Weekly Web Harvest for 2017-03-05
- Can the Ivory-Billed Woodpecker Be Found in Cuba? | Audubon
Gallagher helped her purify water for the group, impressed with how much more convenient it was than a camping straw, which filters bacteria one sip at a time and does not filter viruses and which was all he carried in his bag, though he has neither a naiveté about waterborne illness nor an ironclad digestive tract. A partial list of places where Gallagher has suffered severe gastrointestinal distress includes: Mexico, Costa Rica, and Peru. In Mexico, he also got Hepatitis A. Which is a virus.
Chuck Grassley blasts Sheldon Whitehouse in Trump-Russia probe tweet – Business Insider I would hope you would tweet a correction so that your followers also know it is false. fogleman/primitive: Reproducing images with geometric primitives. Reproducing images with geometric primitives. Alaska is warming so fast, quality-control algorithms are kicking the data – The Washington Post The temperature in Barrow had been warming so fast this year, the data was automatically flagged as unreal and removed from the climate database. It was done by algorithms that were put in place to ensure that only the best data gets included in NOAA’s reports. They’re handy to keep the data sets clean, but this kind of quality-control algorithm is good only in “average” situations, with no outliers. The situation in Barrow, however, is anything but average. h/t jammurdo in Digital Humanities slack group Trump’s Lies vs. Obama’s – The New York Times We have used the word “lies” again here, as we did in our original piece. If anything, though, the word is unfair to Obama and Bush. When they became aware that they had been saying something untrue, they stopped doing it. Obama didn’t continue to claim that all Americans would be able to keep their existing health insurance under Obamacare, for example, and Bush changed the way he spoke about Iraq’s weapons […]
fulldecent/system-bus-radio: Transmits AM radio on computers without radio transmitting hardware. Transmits AM radio on computers without radio transmitting hardware. The Anatomy of a Data Story Knaflic explains that “it’s not the graph that makes the data interesting. Rather, it’s the story you build around it—the way you make it something your audience cares about, something that resonates with them—that’s what makes data interesting.” Excel vs R: A Brief Introduction to R There is no doubt that the learning curve for R is much steeper than producing one or two charts in a spreadsheet. However, there are real long-term advantages to learning a dedicated data analysis tool like R. OverTheWire: Wargames Each shell game has its own SSH port Visualization Tools a data visualization of data visualizaitons How Do Kids and Artists See While Drawing? | Eye Tracking – YouTube Panicked about Kids’ Addiction to Tech? The funny thing about verbalizing what you’re doing is that you’ll check yourself about your decisions to grab that phone. Somehow, it’s a lot less comfy saying: “Mom’s going to check work email because she can’t stop looking in case something important happens.” Tobias Schneider on Twitter: “Somebody forgot to turn off their Fitbit. Markers trace known military outposts, supply and patrol routes.… “ Somebody forgot to turn off their Fitbit. Markers trace known military […]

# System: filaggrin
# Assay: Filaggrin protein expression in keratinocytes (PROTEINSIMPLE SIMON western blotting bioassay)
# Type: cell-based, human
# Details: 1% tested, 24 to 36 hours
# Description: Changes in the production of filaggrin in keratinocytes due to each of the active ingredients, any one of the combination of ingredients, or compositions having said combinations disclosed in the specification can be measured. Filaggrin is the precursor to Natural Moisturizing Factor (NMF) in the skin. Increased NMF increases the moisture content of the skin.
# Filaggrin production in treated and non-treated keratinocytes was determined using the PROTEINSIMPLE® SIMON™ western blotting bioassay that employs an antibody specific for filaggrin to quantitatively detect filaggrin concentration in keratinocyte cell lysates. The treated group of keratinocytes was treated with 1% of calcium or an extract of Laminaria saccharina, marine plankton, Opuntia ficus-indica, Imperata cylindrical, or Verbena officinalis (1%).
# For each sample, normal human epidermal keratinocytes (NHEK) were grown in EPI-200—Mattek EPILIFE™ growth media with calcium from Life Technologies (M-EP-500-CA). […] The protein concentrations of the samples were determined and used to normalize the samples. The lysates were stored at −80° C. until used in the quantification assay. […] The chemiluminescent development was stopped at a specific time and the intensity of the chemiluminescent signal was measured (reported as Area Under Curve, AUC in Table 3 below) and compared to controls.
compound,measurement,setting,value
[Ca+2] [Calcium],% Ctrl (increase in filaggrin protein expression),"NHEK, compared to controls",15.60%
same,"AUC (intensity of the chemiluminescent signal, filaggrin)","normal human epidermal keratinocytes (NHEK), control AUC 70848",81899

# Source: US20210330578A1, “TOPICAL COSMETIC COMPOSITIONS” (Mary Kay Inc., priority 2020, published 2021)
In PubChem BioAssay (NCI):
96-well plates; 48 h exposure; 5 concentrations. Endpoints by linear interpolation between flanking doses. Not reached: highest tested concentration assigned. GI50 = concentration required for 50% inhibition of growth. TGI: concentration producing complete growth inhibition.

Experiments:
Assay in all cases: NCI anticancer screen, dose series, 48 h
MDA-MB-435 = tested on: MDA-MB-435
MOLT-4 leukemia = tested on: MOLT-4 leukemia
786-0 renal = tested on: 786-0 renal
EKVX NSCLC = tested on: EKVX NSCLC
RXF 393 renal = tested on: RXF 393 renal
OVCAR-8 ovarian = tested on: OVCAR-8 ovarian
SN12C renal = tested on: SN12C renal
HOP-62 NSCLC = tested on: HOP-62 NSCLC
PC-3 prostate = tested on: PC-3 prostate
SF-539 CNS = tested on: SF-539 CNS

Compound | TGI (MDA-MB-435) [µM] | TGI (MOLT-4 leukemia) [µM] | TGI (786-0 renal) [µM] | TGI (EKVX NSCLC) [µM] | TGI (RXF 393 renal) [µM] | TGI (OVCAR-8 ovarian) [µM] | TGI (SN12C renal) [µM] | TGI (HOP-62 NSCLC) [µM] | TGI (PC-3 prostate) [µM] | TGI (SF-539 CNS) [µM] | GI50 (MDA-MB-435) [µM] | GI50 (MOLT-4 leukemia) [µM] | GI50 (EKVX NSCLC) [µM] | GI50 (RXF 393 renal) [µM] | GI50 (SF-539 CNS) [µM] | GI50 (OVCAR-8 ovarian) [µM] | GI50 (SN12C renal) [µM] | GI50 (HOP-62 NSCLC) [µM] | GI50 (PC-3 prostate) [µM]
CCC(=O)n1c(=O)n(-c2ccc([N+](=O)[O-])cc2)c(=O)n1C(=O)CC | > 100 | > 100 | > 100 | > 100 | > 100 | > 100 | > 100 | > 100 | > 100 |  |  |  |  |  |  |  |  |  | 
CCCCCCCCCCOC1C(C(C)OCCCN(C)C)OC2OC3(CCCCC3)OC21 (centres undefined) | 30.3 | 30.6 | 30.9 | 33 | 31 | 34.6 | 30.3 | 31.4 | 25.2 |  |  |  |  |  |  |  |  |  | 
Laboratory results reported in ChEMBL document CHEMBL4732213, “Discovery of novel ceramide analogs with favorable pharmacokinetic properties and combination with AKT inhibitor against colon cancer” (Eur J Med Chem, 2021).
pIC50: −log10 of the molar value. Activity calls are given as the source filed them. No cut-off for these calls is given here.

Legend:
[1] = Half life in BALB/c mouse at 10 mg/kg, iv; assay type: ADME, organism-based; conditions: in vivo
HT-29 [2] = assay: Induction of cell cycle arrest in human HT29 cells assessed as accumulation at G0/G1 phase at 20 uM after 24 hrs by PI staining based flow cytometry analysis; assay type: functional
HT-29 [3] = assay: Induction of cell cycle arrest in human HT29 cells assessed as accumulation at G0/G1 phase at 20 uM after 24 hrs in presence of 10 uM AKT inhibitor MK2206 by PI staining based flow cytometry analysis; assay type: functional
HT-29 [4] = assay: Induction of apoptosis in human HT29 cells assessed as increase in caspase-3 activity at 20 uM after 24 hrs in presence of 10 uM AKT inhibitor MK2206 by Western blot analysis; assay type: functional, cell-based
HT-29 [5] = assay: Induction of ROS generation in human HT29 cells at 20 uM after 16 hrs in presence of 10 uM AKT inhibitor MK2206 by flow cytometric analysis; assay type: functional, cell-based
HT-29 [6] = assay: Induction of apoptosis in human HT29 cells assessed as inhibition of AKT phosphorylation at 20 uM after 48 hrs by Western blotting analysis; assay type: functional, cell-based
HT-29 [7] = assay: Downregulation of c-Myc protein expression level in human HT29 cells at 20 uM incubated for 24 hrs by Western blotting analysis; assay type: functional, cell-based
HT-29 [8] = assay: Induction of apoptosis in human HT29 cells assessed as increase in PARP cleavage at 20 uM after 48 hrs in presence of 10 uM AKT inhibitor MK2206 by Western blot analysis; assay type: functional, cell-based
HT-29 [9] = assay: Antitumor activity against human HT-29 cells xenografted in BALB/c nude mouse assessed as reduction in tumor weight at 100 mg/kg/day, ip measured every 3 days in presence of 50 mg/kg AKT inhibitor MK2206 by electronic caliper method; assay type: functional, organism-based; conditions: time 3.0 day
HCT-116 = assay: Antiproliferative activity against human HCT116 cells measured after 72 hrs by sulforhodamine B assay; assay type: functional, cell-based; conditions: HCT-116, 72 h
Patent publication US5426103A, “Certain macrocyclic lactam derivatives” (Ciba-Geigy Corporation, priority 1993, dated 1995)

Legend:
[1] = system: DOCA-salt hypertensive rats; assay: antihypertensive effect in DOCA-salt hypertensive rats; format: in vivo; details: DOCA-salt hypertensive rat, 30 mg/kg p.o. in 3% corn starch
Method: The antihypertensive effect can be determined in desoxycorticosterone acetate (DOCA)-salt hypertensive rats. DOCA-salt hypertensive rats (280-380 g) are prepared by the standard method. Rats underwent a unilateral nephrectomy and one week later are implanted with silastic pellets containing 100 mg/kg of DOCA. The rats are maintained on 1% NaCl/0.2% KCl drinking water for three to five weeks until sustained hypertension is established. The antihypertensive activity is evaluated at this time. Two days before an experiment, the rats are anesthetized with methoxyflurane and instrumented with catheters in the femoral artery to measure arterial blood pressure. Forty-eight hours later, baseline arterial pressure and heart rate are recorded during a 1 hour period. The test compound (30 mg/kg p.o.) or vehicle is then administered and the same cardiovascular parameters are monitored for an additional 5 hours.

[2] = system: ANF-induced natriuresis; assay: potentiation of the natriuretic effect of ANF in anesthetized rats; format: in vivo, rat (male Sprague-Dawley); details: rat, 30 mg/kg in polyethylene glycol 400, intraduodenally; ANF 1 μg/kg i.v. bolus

Twitter Bots Use Likes, RTs for Intimidation — Krebs on Security A huge collection of botted accounts — the vast majority of which should be easily detectable as such — may be able to abuse Twitter’s anti-abuse tools to temporarily shutter the accounts of real people suspected of being bots! Dominikus Baur – Data Visualization: Data Futures Data Futures is a live experiment about the connections between our data and ourselves. It is run in conference settings, with a large, real-time visualization on a projector, two moderators (Daniel and me) and the participants’ smartphones. Catalog of friendly, useful, artistic online bots, and resources that can help you make them | botwiki Software development 450 words per minute – Vincit –listen to the audio — And it’s not the kind of synthetic speech you hear in today’s smart assistants. I use a robotic-sounding voice which speaks at around 450 words per minute. For comparison, English is commonly spoken at around 120-150 words per minute. h/t boing boing Death of an earl – Thomas Morris Then Doctor West came, who advised a frying pan made red hot to be applied to the head… A ‘glyster’ is an enema. Tobacco enemas were widely used at this date in resuscitation – the standard treatment in cases of drowning. So although blowing tobacco smoke up a […]